Prior to Louis Armstrong releasing his hit recording of a troubled new musical’s big song, the working title for Hello, Dolly! was a bit longer. During a period when musicals were experimenting with extra-long names that could fill up any marquee (such as 1961’s How to Succeed in Business Without Really Trying or 1962’s A Funny Thing Happened on the Way to the Forum), the working title for Jerry Herman’s new show was Dolly: A Damned Exasperating Woman.
Carol Channing as Dolly Gallagher Levi
Not every woman makes a career out of coming down a staircase in a bejeweled red gown, dancing with a restaurant’s wait staff, and eating fake potato dumplings (made from spun sugar) as a means of getting laughs while snaring herself a wealthy second husband.
Nevertheless, history and literature are filled with stories of women whose determination to do things their own way knew no bounds. From Joan of Arc, Eleanor of Aquitaine, Harriet Tubman, and Florence Foster Jenkins to Bella Abzug, Molly Ivins, Eve Ensler, and Elizabeth Warren; from Rosa Parks, Cindy Sheehan, Martha Mitchell, and Hillary Clinton to Golda Meir, Gloria Steinem, Nancy Pelosi, and Wendy Davis, many a woman has bucked male authority figures, set out to conquer immense personal obstacles, and managed to take control of her life.
Last year, two small Berkeley theatre companies presented riveting dramas whose protagonists were fiercely determined women with clearly defined goals. Each of these companies can lay claim to more than two decades of bringing gripping theatrical challenges to their audiences.
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Linda McLean’s searing drama, strangers, babies, leaves little doubt that something is off-kilter about its protagonist, a seemingly healthy woman named May (Danielle Levin) who, at first glance, is having trouble reining in her maternal instincts over an injured bird. As her husband, Dan (Cole Alexander Smith), tries to relax and read the newspaper on their patio, May remains utterly fixated on whether or not the bird requires veterinary help and how she might be able to nurse it back to health.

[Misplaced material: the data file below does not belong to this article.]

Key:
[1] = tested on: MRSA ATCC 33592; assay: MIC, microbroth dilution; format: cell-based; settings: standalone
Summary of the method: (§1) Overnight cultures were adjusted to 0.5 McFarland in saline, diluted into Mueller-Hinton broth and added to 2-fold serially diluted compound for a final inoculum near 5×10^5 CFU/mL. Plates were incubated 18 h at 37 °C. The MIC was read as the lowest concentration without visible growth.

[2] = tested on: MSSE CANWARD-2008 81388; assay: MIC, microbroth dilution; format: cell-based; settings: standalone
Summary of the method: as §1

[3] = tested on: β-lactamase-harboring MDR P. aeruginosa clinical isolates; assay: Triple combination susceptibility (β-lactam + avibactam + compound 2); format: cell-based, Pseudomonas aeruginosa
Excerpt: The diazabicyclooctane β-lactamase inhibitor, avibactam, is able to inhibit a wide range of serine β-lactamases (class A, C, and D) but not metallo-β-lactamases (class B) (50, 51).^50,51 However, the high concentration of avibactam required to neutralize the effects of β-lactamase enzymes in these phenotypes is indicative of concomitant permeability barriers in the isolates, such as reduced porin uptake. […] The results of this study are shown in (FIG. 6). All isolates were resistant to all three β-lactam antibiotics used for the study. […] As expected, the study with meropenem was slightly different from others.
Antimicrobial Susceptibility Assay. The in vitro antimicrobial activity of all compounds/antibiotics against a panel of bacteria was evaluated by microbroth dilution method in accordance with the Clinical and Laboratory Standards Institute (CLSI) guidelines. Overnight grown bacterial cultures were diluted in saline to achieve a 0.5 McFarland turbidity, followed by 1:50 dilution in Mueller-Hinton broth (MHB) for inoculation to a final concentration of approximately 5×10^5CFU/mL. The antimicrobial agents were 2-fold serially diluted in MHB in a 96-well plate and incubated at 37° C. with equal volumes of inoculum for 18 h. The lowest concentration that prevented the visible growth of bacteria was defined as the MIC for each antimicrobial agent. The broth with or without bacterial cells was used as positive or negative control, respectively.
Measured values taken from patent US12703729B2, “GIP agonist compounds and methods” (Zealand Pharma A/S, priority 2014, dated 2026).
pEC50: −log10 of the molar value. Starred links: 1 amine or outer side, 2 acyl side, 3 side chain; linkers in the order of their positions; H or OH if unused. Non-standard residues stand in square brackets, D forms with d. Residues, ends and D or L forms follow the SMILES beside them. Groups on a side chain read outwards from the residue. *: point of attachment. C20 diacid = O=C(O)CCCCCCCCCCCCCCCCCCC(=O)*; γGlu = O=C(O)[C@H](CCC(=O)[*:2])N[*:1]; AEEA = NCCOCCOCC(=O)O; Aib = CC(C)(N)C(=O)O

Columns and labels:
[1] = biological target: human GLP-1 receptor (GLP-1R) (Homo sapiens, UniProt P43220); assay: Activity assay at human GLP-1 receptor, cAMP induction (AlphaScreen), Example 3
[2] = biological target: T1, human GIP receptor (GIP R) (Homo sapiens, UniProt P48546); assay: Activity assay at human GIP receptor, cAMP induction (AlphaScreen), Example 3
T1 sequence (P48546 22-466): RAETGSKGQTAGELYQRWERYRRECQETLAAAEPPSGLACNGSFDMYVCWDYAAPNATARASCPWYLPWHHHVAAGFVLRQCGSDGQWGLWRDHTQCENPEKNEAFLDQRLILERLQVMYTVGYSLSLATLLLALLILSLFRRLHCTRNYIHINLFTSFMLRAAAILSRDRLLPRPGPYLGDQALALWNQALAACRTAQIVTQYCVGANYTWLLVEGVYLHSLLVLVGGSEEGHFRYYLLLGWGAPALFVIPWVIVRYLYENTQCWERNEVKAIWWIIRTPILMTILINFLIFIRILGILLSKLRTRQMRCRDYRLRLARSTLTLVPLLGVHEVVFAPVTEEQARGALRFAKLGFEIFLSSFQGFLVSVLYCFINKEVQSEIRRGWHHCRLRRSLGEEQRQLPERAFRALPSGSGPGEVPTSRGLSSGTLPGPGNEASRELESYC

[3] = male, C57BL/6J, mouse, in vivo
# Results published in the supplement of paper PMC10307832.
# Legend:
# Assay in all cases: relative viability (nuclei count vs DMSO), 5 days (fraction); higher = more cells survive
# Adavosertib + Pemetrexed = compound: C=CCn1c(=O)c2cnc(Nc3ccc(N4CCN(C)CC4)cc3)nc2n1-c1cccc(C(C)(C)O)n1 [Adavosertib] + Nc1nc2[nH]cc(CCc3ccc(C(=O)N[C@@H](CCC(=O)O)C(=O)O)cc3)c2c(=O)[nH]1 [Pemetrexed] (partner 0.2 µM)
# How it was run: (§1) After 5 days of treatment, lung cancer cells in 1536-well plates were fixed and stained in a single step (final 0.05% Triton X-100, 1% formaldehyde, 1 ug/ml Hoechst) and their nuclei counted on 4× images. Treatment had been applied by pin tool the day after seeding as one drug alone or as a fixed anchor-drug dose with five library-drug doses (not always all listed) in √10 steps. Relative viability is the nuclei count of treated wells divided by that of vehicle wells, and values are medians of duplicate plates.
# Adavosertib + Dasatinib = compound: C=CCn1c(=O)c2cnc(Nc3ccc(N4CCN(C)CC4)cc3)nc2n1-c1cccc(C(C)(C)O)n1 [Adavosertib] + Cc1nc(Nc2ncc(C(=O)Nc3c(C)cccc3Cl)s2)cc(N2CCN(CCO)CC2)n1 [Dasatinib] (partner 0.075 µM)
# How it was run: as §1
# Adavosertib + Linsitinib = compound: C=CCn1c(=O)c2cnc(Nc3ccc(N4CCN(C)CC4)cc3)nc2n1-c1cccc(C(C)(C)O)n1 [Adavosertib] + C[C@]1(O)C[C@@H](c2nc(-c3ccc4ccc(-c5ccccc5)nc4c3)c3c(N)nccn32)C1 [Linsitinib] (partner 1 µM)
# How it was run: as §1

As McLean’s play progresses, the audience witnesses May interact with a series of men whose approval (or disgust) she craves but is unlikely to receive. While visiting her elderly father (a dying, abusive man lying in a hospital bed who has no interest in being cheered up by his daughter), she is confronted with a bitter old man who has never forgiven May for a childhood transgression that left their family — and especially Duncan (Richard Louis James) — living under a cloud of lifelong humiliation.
A brief tryst with a stranger with whom she discussed violent sex in a chat room finds May trying to manipulate Roy (Tim Redmond) into hurting her. Whether May is interested in experiencing an orgasm by way of submission, erotic asphyxiation, or just needs someone to mercilessly inflict pain on her, …read more
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